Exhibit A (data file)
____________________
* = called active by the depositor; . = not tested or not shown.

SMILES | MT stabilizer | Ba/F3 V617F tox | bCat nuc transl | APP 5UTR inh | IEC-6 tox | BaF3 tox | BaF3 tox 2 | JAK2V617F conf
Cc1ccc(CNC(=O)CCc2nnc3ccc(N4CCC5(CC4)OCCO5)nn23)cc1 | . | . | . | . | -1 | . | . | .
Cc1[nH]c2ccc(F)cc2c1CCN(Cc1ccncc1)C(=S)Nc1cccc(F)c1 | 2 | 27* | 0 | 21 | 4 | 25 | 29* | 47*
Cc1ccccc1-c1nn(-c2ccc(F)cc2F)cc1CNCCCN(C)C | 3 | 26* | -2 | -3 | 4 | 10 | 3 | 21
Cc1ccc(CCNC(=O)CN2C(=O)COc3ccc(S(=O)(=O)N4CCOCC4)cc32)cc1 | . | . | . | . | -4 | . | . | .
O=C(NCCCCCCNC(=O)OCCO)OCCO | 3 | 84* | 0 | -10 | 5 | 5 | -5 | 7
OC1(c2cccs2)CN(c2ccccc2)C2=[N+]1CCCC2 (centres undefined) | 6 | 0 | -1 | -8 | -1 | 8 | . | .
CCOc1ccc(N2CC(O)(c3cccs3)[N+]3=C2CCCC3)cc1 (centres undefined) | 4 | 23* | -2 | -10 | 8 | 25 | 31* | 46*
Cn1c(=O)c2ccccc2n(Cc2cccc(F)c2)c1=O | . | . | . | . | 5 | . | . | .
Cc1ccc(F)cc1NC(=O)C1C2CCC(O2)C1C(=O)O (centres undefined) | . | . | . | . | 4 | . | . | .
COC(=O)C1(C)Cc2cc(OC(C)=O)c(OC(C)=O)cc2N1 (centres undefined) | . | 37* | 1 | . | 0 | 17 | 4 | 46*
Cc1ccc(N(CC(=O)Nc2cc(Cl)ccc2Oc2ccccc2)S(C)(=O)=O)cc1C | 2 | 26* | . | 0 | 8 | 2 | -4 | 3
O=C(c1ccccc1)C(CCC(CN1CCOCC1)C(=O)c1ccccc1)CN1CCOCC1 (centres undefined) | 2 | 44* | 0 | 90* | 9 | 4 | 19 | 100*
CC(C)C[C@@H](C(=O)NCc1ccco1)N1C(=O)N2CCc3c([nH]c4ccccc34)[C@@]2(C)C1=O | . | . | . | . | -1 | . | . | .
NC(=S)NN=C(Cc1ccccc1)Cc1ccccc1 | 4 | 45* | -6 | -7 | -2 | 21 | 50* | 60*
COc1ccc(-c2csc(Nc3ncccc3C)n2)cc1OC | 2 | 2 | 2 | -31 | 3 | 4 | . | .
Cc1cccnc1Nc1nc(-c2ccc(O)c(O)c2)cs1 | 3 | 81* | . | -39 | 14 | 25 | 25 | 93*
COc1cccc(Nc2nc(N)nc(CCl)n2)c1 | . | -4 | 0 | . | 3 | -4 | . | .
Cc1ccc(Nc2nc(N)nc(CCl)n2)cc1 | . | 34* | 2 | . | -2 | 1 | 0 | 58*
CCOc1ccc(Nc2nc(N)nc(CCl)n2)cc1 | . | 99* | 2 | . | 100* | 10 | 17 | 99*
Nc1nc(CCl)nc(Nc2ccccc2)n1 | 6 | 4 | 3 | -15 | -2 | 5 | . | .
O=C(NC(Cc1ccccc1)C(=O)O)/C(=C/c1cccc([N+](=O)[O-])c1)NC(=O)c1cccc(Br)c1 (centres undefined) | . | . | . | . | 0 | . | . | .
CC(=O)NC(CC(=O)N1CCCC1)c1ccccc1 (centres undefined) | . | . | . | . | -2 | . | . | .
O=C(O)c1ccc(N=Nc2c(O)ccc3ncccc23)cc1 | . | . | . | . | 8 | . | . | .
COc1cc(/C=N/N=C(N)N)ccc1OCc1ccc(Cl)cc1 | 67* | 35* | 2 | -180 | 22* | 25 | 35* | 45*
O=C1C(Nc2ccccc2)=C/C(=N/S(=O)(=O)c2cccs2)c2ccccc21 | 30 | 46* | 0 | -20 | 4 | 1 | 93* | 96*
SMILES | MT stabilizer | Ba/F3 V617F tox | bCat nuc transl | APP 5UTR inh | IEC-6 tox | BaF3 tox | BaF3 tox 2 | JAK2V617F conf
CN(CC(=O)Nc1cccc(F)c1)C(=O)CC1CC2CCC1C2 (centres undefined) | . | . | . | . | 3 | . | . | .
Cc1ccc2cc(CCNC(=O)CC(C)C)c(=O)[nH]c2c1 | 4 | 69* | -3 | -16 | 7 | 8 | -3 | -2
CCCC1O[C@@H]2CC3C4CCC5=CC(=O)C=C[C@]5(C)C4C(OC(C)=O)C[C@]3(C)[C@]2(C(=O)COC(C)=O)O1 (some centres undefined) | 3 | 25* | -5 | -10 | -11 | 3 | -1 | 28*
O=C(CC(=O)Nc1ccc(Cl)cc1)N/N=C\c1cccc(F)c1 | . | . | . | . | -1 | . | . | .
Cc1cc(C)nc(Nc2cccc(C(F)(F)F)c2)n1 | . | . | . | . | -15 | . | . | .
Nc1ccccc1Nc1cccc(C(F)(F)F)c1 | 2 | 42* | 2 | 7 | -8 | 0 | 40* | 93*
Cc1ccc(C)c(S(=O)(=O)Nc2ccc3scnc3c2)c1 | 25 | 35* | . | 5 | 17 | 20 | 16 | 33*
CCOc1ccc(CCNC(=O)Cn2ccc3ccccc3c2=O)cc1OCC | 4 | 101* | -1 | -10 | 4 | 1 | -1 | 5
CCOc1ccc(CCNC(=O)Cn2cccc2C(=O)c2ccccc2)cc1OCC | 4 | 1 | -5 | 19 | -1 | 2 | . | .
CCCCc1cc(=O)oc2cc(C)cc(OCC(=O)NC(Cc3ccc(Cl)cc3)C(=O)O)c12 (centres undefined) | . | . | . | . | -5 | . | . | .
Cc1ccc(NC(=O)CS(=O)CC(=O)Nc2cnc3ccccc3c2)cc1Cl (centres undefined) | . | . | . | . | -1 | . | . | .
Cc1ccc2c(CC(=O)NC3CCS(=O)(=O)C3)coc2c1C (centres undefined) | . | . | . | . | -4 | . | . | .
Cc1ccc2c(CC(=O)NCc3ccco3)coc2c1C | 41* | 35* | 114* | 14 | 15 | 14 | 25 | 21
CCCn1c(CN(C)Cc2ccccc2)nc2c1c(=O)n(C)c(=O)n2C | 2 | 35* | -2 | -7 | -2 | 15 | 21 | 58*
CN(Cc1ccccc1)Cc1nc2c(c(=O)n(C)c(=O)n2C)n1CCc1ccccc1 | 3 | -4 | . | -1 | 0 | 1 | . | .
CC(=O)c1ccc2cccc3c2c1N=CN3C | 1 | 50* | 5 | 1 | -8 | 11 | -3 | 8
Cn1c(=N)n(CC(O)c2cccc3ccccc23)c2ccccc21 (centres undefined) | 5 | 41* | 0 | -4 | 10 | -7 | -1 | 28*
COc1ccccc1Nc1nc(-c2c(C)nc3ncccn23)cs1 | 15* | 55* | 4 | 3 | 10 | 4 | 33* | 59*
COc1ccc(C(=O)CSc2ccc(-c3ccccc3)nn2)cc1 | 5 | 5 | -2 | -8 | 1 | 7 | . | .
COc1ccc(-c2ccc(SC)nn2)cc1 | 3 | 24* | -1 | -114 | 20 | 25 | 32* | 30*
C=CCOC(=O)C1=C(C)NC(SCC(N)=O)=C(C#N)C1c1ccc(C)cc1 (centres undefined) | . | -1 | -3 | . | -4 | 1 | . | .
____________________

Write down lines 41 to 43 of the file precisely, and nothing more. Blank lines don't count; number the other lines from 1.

Cc1ccc2c(CC(=O)NCc3ccco3)coc2c1C | 41* | 35* | 114* | 14 | 15 | 14 | 25 | 21
CCCn1c(CN(C)Cc2ccccc2)nc2c1c(=O)n(C)c(=O)n2C | 2 | 35* | -2 | -7 | -2 | 15 | 21 | 58*
CN(Cc1ccccc1)Cc1nc2c(c(=O)n(C)c(=O)n2C)n1CCc1ccccc1 | 3 | -4 | . | -1 | 0 | 1 | . | .